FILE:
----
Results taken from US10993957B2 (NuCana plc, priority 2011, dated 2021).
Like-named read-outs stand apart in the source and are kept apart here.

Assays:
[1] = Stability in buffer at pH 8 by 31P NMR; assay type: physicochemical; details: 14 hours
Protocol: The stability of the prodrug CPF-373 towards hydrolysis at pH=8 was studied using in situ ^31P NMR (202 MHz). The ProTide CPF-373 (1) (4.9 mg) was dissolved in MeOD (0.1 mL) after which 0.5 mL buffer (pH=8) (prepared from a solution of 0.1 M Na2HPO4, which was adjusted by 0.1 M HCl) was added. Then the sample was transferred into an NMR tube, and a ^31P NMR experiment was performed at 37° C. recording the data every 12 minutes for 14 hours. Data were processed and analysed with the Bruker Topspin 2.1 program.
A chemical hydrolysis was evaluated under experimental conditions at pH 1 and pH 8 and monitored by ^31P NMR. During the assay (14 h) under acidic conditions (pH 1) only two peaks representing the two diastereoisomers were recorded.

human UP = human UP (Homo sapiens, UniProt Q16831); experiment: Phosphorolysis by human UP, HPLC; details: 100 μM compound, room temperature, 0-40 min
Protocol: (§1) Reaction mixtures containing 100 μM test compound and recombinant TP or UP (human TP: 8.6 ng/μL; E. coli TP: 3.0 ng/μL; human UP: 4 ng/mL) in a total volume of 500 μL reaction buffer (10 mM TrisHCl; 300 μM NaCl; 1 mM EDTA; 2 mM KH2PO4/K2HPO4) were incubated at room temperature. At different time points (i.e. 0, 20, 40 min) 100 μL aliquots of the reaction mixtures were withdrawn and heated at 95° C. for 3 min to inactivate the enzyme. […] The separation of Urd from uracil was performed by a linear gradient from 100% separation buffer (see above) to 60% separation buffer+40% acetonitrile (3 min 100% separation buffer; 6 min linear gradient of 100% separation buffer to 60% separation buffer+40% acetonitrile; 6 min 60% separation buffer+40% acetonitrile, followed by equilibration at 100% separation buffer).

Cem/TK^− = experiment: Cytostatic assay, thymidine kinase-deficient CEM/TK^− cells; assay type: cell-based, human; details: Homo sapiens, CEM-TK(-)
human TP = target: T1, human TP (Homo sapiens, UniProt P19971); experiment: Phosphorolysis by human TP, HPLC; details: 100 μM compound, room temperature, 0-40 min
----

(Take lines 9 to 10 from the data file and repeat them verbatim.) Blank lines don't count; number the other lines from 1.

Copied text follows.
Cem/TK^− = experiment: Cytostatic assay, thymidine kinase-deficient CEM/TK^− cells; assay type: cell-based, human; details: Homo sapiens, CEM-TK(-)
human TP = target: T1, human TP (Homo sapiens, UniProt P19971); experiment: Phosphorolysis by human TP, HPLC; details: 100 μM compound, room temperature, 0-40 min